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Washington Capitals right wing Justin Williams (14) skates with the puck against Tampa Bay Lightning left wing Michael Bournival (15) during the first period of an NHL hockey game in Washington on Dec. 23, 2016.

Nick Wass/AP

Through the first month of the season, Justin Williams had fewer points than Stanley Cup rings.

The three-time Cup champion and 2014 Conn Smythe Trophy winner as playoff MVP had two points in his first 15 games for the Washington Capitals and he knew he was struggling.

"It's easy to sulk your head and slump your shoulders and to say, 'Woe is me,' and it's really hard to puff your shoulders out and own it and just say, 'I'm under a slump a little bit,'" Williams said. "That's what I tried to do."

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It would have been easy to think the game had passed the grey-bearded, 35-year-old winger by. But Williams has 17 points in 22 games since that rough start and has served as an example to his younger teammates about how to handle individual struggles.

Williams had a goal and two assists in the Capitals' 6-5 overtime win over the Toronto Maple Leafs on Tuesday, his first three-point game in almost a full calendar year. As Capitals captain Alex Ovechkin put it, "He's still got it."

"I hope so," Williams said with a laugh. "I'm still in the league. I need to."

Washington is counting on Williams for production along with the leadership he brings in his 16th NHL season. With Ovechkin 31 and several players' contracts – including Williams's – up this summer, it could be the Capitals' last, best crack at the Cup championship that has eluded the franchise, especially during this era that has produced eight playoff appearances and zero trips beyond the second round.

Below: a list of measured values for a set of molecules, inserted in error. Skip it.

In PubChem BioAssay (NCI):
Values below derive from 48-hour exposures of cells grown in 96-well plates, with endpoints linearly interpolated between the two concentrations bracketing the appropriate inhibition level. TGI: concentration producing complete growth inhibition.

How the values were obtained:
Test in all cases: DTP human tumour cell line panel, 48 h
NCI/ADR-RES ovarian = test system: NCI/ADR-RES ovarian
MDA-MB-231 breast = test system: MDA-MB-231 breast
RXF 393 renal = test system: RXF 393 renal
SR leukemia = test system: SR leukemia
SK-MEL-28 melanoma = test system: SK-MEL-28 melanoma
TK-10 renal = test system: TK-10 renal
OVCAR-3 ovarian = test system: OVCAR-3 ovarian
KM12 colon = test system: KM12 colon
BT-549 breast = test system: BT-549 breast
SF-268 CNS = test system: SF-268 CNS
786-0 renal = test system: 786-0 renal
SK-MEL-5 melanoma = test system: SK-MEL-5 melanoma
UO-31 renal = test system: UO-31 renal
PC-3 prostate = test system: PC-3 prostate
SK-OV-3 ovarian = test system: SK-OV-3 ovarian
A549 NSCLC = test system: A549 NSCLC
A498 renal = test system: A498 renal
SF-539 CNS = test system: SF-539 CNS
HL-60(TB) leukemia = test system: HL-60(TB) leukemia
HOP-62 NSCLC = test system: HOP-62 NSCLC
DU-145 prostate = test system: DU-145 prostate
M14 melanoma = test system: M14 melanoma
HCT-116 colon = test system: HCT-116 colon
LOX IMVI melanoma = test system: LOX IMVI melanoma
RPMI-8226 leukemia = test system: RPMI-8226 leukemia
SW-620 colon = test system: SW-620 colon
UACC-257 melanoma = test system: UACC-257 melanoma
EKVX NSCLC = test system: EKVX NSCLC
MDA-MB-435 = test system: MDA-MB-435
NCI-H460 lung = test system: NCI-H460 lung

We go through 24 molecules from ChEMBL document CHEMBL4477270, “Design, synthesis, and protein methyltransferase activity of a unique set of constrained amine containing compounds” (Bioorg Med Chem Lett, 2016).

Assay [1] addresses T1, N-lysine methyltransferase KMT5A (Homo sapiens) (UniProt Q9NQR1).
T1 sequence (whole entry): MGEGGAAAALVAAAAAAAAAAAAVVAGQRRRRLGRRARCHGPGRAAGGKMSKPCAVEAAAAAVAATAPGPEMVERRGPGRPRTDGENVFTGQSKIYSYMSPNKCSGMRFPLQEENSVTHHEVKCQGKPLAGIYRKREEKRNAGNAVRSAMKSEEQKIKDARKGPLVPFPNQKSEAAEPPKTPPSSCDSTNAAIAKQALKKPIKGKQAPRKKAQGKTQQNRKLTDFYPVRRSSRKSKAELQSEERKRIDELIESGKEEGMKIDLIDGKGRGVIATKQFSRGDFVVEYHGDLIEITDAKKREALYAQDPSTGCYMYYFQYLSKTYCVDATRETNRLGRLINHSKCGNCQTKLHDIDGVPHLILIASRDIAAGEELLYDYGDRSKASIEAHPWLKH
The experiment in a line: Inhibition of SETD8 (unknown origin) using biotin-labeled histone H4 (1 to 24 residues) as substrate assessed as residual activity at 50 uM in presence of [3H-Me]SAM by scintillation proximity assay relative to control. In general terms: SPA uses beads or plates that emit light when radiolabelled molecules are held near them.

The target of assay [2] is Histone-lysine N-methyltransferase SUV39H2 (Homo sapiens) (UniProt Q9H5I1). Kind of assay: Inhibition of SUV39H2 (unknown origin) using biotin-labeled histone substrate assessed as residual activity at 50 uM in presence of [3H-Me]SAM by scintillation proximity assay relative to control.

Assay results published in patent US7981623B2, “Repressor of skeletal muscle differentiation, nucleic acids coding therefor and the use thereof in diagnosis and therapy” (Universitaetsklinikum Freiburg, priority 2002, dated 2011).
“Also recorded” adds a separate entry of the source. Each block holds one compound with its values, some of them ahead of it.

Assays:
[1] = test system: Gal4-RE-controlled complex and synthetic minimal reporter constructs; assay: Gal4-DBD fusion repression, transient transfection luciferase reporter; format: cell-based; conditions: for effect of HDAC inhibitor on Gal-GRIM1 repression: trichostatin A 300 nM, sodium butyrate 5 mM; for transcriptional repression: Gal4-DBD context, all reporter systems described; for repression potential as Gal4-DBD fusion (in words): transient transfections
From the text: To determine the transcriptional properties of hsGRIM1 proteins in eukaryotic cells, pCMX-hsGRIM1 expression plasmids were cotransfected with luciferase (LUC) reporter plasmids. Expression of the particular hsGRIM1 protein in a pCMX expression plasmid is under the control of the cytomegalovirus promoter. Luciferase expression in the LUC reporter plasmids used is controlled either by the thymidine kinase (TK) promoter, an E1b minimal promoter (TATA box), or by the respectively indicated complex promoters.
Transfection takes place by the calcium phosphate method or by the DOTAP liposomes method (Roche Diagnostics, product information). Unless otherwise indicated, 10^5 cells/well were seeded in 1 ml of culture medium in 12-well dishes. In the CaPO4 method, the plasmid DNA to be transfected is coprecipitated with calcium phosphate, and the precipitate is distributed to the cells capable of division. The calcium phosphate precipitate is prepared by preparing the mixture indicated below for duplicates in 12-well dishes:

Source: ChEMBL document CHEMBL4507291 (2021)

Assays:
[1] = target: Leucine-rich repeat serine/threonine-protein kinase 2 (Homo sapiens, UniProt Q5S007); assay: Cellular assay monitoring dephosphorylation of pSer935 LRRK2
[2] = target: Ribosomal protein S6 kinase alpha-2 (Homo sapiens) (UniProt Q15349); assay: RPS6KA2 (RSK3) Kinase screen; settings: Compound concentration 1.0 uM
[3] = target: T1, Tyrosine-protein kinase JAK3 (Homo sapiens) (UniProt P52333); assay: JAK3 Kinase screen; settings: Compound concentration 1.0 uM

For now, as the Capitals try to keep pace in the competitive Metropolitan Division, it's no coincidence that they're 14-5-3 since Williams turned things around with nine goals and eight assists. Washington will try to snap the Columbus Blue Jackets' 16-game winning streak Thursday night, and Williams will be counted on to produce.

"We need him getting on the scoresheet," right winger T.J. Oshie said. "Our depth is one of our strengths, and when he's going and that line's going, that's another thing [opponents] have to worry about."

Williams's line, which includes Marcus Johansson and Evgeny Kuznetsov, has taken the pressure off Ovechkin, Oshie and Nicklas Backstrom. He has finally found some chemistry and a place in the lineup after coach Barry Trotz moved Williams up and down, trying to spark more production.

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All the while, Trotz liked what he saw out of Williams and told him so. The 1,037-game veteran listened.

"He knows how to not let the game chew him up when things aren't going really well," Trotz said. "He's responded and I think he's getting rewarded for all the good, hard work that he's put in. Even when he wasn't rewarded, I think you just stick with it."

Coincidentally, Williams's nickname predating his time with the Capitals is "Stick," which has more to do with his skinny physique than anything else. But teammates admire how he has been sticking with his on-ice work and never showed his frustration with just a goal and an assist early.

"It's just unbelievable leadership, I think, and it shows his value to the team," Johansson said. "He comes in every day and works hard and does the right things. He doesn't come in with his chin down or anything like that. He's always happy and the same guy and keeps pushing forward."

Williams didn't put together his long NHL career from humble beginnings in tiny Cobourg, Ont., by letting slumps or devastating injuries derail him. He tore ligaments in his left knee twice, tore the Achilles tendon in his right leg and broke his right ankle all by 28, so a little cold streak was nothing.

He knows he's getting some fortunate bounces, such as a shot that went in off his skate Tuesday, and he'll take them.

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"It's just kind of the way hockey goes sometimes," Williams said. "Sometimes you feel you play great and you look at the scoresheet and you got no points and you're minus-2. Sometimes it just works that way. I'm happy to be contributing, because I know this team needs me to do so."

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